[Originally published in Goldmine magazine—Ed.]
Talking Beatles, The JFK Assassination and rival DJ Murray the K….
In 1964, there were only 4 ways to connect with your rock ‘n’ roll heroes:
- Buying the 45’s and maybe albums (if you could talk your parents into it!)
- Possibly seeing them on a TV variety show
- The newsstand specialty magazines (which popped up seemingly overnight the minute the Beatles appeared on the Ed Sullivan Show), and…
- Through the voices of DJs at AM radio that fed you a steady diet of music and information about them.
The Disk Jockeys were our connection to the current hits and the hits to come. The voices of the DJs at that time were (and are) cemented into our musical references and individual histories.
At that point, having been born in NYC and still living there in 1964, I was glued to Hit Radio 77, unofficially called “77 WABeatleC, The Number one station in the Nation!”
Of all the jocks on the station, three had the greatest effect on me: afternoon jock Dan Ingram, early evening jock Scott Muni, and the nighttime jock who also did the weekly top 40 countdown, Cousin Brucie (Bruce Morrow).
I recently sat down with Bruce Morrow for an interview about what it was like to be one of the most important DJs of the era. I wanted to know what it was like to be the first person to bring the Beatles into our homes, what it was like to meet the Beatles for the first time, introduce them and Ed Sullivan at the Shea Stadium concert, and his thoughts about rival DJ “Murray the K” (the 5th Beatle).
I did this interview at the SiriusXM studios in NY where Bruce has a radio show on the channel 60’s on 6. I want to say that, at the age of 82, his energy rivals 20-year-olds, and his voice…that voice, is exactly the same as it was when I was 10 years old!
Bruce may be the sole remaining working (and living) DJ from that golden era when AM radio ruled our lives. His graciousness and warmth toward me was incredible.
(Ironically, Dan Ingram was still alive at the time of the interview and then passed away suddenly 2 weeks later.)
A couple of days after the interview, I realized that I wanted to know the answer to one more question.
As monumental as the arrival of the Beatles was, the trauma of the events on November 22nd, 1963, a mere 5 weeks before the Beatles were played on WABC for the first time, occurred.
It was the day that President John F. Kennedy was assassinated.
Jay Jay French: What was it like to be on the air the night of the Kennedy assassination?
Bruce: I remember I was in my car on Ocean Avenue in Brooklyn with my wife. (Dan Ingram was on the air) After hearing about the assassination, we pulled over (illegally parked) for an hour trying to catch our breath. I went into work at WABC that evening in a very somber way. I didn’t go on as “Cousin Brucie” with all the sound effects and jingles. Our program director Rick Sklar took off all commercials (for the first and only time) and we just played ballads. I was very sad on the air. The audience felt the same as I did.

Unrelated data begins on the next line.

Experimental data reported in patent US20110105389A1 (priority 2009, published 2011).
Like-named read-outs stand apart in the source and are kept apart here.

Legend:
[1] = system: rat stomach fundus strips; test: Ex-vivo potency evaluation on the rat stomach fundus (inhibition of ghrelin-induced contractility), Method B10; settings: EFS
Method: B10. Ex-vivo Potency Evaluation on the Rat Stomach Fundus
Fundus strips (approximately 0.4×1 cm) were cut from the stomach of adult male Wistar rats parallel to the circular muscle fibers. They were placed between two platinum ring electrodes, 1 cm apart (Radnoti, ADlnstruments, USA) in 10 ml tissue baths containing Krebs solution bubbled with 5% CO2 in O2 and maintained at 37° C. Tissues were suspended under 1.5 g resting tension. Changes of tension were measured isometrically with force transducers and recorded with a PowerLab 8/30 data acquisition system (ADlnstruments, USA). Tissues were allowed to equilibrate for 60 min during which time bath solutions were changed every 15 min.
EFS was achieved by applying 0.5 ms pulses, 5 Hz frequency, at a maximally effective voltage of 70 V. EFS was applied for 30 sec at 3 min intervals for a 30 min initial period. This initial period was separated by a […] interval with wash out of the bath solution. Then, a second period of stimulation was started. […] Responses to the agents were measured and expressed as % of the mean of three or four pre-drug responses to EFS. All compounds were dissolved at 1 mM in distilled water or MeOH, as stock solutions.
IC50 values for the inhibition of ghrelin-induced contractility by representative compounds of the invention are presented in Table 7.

Shortly after the announcement (that afternoon) the news crew took over for Dan’s time slot. No promos, no shtick. Just very somber. This lasted until the following Monday.
JJF: Your first job at NY radio was at WINS. How did you move over to WABC?
Bruce: In 1961, I was a producer at WINS. AFTRA, the union that represents on air talent, went on strike and, as I was “management” but with previous radio on air experience (a year on the radio in Bermuda at station ZBM), they asked me to take a radio shift. That proved so successful that they put me under contract immediately following the strike. About a year in, on a cold winter’s night in late ‘61, I took the nickname Cousin Brucie (a story for another time).
WABC wasn’t a pop music station yet. WMCA was the other music station playing music a little bit. When WINS hired Murray the K, (Murray Kaufman) he wanted my shift (on air time slot). Murray did some pretty nasty things to me; I was a kid and couldn’t protect myself. They wanted to move me to overnights, which I refused. I moved to WABC shortly thereafter in 1962 when it became a pop music station.
JJF: The Beatles entered the WABC chart at number 35 for the first time on December 24th 1963. The next week it jumped to number one. Why? Could you feel it? What was going on?
Bruce: The station management turned down the Beatles several times in early 1963. We (the management) couldn’t hear it, didn’t understand it…then we started noticing (through newsreels) that there were riots oversees. Our eyes started popping. We really started listening a little more.
JJF: So, what really happened?
Bruce: The hype started. We started to listen to the Beatles’ music (from various independent labels) on Swan Records (“She Loves You”), Vee-Jay Records (“Please Please Me”), and Tollie Records (“Twist and Shout”).
The Beatles were not given to us by God. They were really talented but the Lord didn’t say ‘Here are the Beatles, thou shalt enjoy them and feast!’ No. It’s called money. Money makes the world go round.
A lot of hype and a lot of promotion.
The first time I played “I Want to Hold Your Hand” (date not specific, but had to have occurred either on December 24th, 1963 or a day after), a record company promotion man, accompanied by an armed guard, came to my show with an attaché case handcuffed to his hand with the record. I wasn’t allowed to play it before 9pm (a nationally imposed debut broadcast order by the record label) this particular evening. It’s important to note that WABC was the most powerful (meaning that the station had 50,000 watts of broadcasting power – most others had only 5,000 watts) and in the evening you could hear WABC in 40 states!
At exactly 9PM that night I put on “I Want to Hold Your Hand” (interestingly a tape cartridge, Brucie pointed out, not a 45rpm single) and the place went wild.